IMG_0499                    IMG_0498 IMG_0509

And then, completely brilliantly, we ran out of money and I ran out of ideas.

And I had a lesson in something I had long known but largely forgotten; that when it comes to children, less is most definitely more.

With no plans, and no money to make them, we were left with day upon day of nothing but time. Nowhere to go and nothing to do, just time to fill. Unleashed from their routine or their mother’s diary and increasingly unconfined by the weather, all three of them started doing proper, brilliant, imaginative things that the term never gives them time to do.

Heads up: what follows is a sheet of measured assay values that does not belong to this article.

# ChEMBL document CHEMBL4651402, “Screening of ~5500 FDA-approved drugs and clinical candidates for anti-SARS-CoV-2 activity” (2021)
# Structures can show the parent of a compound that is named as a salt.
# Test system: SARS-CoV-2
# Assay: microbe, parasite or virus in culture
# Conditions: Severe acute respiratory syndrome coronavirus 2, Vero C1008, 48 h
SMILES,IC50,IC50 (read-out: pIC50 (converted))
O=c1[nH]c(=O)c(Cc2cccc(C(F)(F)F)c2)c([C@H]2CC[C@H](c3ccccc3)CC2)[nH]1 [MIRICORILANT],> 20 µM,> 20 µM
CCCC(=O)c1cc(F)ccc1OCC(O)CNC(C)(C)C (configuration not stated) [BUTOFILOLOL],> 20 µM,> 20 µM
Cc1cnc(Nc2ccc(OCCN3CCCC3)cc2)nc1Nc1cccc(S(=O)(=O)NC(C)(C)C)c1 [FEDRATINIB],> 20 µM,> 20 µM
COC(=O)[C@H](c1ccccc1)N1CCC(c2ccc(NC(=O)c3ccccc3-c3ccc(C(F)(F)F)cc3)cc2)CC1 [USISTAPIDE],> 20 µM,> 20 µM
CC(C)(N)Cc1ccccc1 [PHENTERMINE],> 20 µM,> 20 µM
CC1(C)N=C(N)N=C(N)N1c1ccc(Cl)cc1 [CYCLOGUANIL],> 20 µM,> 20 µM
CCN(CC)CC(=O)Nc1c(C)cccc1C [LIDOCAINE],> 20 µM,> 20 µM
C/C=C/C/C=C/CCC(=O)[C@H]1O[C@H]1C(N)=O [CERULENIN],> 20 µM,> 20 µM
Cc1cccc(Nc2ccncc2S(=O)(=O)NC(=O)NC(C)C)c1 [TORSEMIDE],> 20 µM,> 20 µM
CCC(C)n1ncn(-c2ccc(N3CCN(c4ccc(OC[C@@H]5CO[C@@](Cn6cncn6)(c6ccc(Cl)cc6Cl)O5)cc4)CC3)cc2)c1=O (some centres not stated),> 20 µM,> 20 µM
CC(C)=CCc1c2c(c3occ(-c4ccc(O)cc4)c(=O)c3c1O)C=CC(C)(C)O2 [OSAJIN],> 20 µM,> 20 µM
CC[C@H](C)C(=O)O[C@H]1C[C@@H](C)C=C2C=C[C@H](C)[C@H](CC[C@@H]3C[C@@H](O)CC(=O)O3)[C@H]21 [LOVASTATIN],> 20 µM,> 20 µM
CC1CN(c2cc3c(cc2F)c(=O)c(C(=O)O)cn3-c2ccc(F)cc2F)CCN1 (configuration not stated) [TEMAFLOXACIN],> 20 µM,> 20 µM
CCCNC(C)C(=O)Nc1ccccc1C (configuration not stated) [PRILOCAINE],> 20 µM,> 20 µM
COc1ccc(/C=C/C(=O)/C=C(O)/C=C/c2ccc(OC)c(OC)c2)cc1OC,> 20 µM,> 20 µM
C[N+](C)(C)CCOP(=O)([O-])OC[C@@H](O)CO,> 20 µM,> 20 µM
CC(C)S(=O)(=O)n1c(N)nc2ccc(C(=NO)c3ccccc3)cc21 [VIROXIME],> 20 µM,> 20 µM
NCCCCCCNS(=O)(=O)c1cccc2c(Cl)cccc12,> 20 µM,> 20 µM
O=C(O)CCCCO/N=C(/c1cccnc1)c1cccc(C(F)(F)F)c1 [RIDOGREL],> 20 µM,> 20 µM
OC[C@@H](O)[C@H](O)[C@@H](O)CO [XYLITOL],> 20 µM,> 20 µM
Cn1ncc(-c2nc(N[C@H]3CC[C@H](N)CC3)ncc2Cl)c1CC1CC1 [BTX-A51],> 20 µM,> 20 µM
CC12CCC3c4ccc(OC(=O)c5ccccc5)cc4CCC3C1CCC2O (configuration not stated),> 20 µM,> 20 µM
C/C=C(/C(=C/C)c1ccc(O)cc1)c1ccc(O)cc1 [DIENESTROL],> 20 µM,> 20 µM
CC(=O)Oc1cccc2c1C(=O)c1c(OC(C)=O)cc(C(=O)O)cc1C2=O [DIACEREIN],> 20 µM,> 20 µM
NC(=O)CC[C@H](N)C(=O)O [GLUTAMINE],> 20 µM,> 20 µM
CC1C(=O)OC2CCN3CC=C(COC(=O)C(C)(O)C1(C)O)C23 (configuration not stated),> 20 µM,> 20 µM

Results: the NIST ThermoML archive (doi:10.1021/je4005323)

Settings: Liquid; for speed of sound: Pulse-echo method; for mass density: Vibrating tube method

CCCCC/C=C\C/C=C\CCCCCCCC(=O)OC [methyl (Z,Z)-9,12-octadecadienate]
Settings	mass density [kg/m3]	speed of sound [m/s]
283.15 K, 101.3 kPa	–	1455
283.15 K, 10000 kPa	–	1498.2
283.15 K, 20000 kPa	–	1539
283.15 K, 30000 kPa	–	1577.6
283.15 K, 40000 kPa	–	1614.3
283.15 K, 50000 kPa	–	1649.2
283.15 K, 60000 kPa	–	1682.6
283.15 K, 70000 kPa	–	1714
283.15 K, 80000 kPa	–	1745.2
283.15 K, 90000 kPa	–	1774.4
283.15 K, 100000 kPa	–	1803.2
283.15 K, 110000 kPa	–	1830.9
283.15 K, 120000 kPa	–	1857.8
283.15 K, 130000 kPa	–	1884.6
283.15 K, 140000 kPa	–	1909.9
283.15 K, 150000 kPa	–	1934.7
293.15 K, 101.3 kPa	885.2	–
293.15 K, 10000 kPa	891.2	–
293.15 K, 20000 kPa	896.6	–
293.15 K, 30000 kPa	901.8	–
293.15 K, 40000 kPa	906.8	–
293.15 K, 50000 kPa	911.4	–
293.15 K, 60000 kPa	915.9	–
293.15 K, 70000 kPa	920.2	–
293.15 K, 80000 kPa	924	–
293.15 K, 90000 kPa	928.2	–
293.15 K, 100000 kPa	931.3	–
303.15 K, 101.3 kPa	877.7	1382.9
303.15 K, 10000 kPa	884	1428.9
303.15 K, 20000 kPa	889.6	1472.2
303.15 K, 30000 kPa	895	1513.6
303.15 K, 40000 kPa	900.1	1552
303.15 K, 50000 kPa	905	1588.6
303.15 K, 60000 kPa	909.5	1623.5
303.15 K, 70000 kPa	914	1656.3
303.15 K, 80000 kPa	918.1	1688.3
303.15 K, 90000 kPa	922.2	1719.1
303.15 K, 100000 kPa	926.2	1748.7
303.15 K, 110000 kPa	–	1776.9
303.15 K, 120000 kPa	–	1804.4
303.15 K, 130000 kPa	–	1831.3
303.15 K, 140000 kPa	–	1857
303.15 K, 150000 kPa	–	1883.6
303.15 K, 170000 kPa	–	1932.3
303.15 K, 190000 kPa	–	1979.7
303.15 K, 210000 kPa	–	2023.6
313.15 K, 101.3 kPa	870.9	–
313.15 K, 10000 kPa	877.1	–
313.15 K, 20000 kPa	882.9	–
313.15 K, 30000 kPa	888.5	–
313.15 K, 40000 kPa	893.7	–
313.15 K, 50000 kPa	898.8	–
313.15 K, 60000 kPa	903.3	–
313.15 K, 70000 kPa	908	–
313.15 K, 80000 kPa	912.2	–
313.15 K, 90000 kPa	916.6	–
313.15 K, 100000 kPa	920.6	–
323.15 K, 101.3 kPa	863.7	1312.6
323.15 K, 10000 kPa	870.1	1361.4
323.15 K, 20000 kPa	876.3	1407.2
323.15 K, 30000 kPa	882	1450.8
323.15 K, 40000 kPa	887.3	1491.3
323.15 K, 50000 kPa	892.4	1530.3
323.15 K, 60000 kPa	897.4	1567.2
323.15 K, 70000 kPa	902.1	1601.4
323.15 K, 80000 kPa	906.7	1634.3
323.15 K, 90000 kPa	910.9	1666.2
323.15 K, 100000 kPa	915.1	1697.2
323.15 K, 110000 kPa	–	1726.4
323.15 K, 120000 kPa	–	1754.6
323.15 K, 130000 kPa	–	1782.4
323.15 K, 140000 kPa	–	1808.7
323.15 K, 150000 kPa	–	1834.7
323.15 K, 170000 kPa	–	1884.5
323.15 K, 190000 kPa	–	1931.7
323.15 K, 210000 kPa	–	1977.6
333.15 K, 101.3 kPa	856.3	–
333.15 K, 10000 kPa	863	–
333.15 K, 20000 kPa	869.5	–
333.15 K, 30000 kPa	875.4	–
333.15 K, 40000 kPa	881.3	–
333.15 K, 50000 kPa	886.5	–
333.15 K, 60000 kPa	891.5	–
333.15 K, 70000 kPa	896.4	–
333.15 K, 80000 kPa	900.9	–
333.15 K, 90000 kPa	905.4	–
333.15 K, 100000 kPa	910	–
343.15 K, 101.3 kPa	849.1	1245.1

As every day past they would breathe an ever-louder  sigh of collective relief when their query as to what we were doing today was met with a resounding ‘nothing’ and then they would skip off to find something to do. And it didnt take long. Depending on the day they were spies, detectives, makers of secret camps or avengers. When I left them all to catch up some admin or put a load of washing on, I would return to find the kitchen looking like an art school, the table strewn with pastels or paints, or a pancake parlour with Skye complete in pinny and the boys the paying customers. Occasionally I would lose them all, only to find them in some far flung corner of the garden, bedecked in camo’ and staking out an imaginary enemy or earthing up a fox skull that then needed serious amounts of cleaning with an old toothbrush. The longer this went on and less I interfered, the more they imagined up their own entertainment and the less they needed any other.